Plants and animals are traded for a range of uses – live animals for the pet trade, reptile skins for leather products, marine species for food and knick-knacks, and plants for horticulture. Illegal and unsustainable wildlife trade often involves the transfer of goods across porous borders and is frequently characterized by the involvement of organized criminal syndicates. In order to successfully combat this trade and those groups and individuals perpetuating it, governments must coordinate their efforts.
In 2005, The Association of South East Asian Nations Wildlife Enforcement Network (ASEAN-WEN) was launched and brought together ten nations in Southeast Asia to help combat illegal trade in species. This network has helped catch and convict poachers and wildlife smugglers and has removed thousands of dollars of illegally traded wildlife off of the market.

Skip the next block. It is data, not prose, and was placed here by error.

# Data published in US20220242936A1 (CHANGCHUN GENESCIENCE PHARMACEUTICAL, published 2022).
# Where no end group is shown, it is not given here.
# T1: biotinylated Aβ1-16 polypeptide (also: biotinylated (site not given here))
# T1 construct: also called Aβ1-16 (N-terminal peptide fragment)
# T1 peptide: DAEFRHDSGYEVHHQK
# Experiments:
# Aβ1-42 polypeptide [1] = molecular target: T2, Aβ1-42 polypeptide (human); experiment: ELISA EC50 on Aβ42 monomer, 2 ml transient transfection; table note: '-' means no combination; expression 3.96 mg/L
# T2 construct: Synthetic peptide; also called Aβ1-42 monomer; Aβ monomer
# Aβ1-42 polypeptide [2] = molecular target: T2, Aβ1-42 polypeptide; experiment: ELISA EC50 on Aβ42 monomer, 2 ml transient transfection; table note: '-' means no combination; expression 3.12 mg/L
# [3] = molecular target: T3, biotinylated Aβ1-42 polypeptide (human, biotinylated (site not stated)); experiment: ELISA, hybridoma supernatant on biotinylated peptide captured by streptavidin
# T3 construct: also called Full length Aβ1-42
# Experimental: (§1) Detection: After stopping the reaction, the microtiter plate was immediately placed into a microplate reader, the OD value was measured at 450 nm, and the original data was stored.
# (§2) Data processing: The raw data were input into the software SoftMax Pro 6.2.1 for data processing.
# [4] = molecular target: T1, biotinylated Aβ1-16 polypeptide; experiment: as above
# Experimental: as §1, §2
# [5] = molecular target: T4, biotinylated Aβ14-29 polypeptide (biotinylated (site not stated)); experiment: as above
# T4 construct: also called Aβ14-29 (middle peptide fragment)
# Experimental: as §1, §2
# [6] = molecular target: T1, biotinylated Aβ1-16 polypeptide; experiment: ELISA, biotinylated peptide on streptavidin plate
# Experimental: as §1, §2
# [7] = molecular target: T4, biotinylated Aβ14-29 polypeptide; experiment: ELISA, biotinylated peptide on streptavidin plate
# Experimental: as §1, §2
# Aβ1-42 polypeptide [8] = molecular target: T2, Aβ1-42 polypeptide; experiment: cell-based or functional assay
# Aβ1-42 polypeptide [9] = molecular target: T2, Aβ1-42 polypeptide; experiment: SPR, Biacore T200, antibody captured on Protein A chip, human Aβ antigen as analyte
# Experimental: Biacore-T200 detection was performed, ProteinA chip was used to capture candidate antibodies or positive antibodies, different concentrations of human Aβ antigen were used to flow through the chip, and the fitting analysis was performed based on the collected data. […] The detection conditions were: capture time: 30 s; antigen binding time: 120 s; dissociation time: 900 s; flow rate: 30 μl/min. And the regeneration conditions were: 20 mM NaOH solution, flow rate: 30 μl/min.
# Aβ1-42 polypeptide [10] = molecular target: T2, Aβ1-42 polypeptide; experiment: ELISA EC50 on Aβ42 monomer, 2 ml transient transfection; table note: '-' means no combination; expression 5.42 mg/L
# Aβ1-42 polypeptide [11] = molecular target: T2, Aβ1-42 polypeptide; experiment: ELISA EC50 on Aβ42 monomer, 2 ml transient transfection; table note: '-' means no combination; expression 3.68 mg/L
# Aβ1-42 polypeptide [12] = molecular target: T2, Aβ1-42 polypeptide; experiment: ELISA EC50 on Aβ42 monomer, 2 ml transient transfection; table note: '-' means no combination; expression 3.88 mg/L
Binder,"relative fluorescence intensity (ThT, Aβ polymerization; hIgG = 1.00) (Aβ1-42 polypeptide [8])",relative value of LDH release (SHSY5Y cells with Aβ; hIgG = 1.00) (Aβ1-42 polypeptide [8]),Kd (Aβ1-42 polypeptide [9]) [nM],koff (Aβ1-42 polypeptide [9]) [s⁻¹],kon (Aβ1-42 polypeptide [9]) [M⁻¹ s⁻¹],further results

TRAFFIC is supporting the creation of a similar Wildlife Enforcement Network for Central America called ROAVIS. This includes the seven Central American countries of Belize, Costa Rica, El Salvador, Guatemala, Honduras, Nicaragua and Panama, plus the Dominican Republic. These countries form a landscape that acts as a bridge for trafficking between North and South America. Within the region there is significant hunting, harvest and sale of wild species for both local use and international trade. Just as ASEAN-WEN does in Southeast Asia, ROAVIS helps coordinate the efforts of all of these countries to stop illegal activities that harm precious wildlife.